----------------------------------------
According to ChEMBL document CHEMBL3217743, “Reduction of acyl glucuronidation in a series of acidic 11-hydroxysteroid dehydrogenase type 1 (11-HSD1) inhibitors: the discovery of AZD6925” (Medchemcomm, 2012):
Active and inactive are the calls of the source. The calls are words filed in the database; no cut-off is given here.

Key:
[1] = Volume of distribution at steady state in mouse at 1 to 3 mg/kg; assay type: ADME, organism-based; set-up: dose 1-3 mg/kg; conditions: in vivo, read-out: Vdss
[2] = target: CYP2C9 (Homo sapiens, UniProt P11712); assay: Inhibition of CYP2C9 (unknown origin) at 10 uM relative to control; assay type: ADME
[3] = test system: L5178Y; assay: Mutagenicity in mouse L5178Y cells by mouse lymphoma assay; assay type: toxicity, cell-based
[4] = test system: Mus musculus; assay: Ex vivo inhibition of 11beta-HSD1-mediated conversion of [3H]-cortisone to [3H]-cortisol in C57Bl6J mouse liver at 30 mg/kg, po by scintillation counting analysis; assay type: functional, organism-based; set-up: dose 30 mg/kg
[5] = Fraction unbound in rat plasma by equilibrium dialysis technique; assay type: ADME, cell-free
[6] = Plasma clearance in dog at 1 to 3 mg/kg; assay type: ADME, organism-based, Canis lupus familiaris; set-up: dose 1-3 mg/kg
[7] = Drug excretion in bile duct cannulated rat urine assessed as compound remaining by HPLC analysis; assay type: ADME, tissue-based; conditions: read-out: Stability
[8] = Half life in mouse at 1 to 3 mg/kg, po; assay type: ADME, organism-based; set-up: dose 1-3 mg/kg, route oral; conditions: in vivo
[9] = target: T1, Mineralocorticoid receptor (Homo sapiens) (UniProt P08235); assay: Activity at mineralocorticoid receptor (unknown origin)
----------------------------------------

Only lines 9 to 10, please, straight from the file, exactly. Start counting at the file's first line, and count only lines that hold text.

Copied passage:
[6] = Plasma clearance in dog at 1 to 3 mg/kg; assay type: ADME, organism-based, Canis lupus familiaris; set-up: dose 1-3 mg/kg
[7] = Drug excretion in bile duct cannulated rat urine assessed as compound remaining by HPLC analysis; assay type: ADME, tissue-based; conditions: read-out: Stability